The sky is the limit: Blazers rookie Shaedon Sharpe making strides

The sky is the limit: Blazers rookie Shaedon Sharpe making strides

Since the Portland Trail Blazers waved the white flag and shut down Damian Lillard for the remainder of the season, they have shifted their focus to developing rookie Shaedon Sharpe and the rest of the young players on their roster.

Lately, Sharpe has been playing significantly more minutes and handling way more responsibilities than at any other point this season. The 19-year-old still has a lot to learn, but he's making the most of this opportunity.

On Wednesday, the Blazers had just seven players available as they faced the Sacramento Kings, and Sharpe responded with his best game of the season. With a chance to carry the scoring load, Sharpe finished with 30 points, 7 rebounds, 7 assists and 6 threes while shooting 46.2% from three-point range in the losing effort.

"We take it personal," Sharpe said. "Us young dudes don't really get the playing time that we want, so when we get an opportunity, we go take it."

Over the last five games, Sharpe is averaging 23.8 points, 6.6 rebounds, 3.6 threes, 3.2 assists and a steal, while shooting 45.7% from the field, 45.0% from three and 81.0% from the free-throw line. This stretch is huge for Sharpe's confidence, and it gives him something to build off of entering next season. 

"Just getting more comfortable (in the NBA) and getting used to the play style and how dudes like to play,” Sharpe said. “But I feel like it all comes down to film. We do a lot of film (study) behind the scenes, so I feel like it comes down to the film and knowing what guys like to do and how they like to play.”

On the season, Sharpe has appeared in 75 games and has averaged 8.9 points, 2.8 rebounds, 1.2 threes and 0.9 assists on .474/.369/.707 shooting splits.

"He's seeing so many new things every single night,” Blazers head coach Chauncey Billups said. “He's going to be fine. He learns things so quickly. We'll go over (things) and watch film and talk about what we need and, boom, right away he knows how to do it. He's doing good."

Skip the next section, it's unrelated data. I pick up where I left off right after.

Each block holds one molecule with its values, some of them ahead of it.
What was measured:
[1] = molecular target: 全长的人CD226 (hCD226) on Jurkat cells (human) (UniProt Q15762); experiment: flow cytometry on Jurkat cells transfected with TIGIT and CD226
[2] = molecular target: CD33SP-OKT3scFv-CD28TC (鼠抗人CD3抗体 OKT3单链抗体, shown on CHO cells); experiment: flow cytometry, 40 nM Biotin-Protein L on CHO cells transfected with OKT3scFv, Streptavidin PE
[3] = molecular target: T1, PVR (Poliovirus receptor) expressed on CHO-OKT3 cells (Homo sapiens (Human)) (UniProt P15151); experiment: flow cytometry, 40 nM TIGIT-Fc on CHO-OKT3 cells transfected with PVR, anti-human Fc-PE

Billups pointed out that Sharpe needs to get better at passing and making reads, but he also acknowledged that those struggles are to be expected for a raw rookie who's still a teenager.

This hands-on experience is important for Sharpe, who attended the University of Kentucky but never suited up for the Wildcats. Sharpe was the No. 3 high-school recruit in the nation and the fact that he didn't play college basketball didn't scare off NBA teams, as the Blazers selected him with the No. 7 overall pick in the 2022 NBA Draft. 

“Shae has come in and it’s been a tough game for him to learn, you know? He never really even had a chance to learn the college game and then all of a sudden, boom, he’s thrust into learning the NBA game,” Billups told BasketballNews earlier this month. “It’s a lot. It’s a lot of things to study, a lot of things to watch, but he has taken that task very seriously. Now, he’s starting to understand what we want as a team and what his role is and what we need from him every single night. 

“He’s always going to have those ‘wow’ moments because that’s just the type of beautiful athlete that he is. But it’s the simple things that he’s really starting to pick up, and guys can start to gain more and more trust in having a young guy out there.”

As Billups alluded to, Sharpe has had plenty of ridiculous dunks throughout his rookie season. That’s one area where his lack of experience hasn’t limited him, as he’s already one of the NBA's best high-flyers.

While Sharpe is still a "blank canvas," as Billups puts it, this stretch has allowed him to showcase different aspects of his skill set. Given his upside and athleticism, it’s easy to see why the Blazers fell in love with him during the pre-draft process. He could be a special player if he realizes his full potential.

“He is up and down like a teenager usually is,” Billups added earlier this month. “He plays good sometimes, but sometimes he struggles with our coverages, our concepts and just staying locked in long enough. … That is something, if you’re a coach playing young players, that I have to live with. But for the most part, overall, I think Shaedon is coming along very nicely.”

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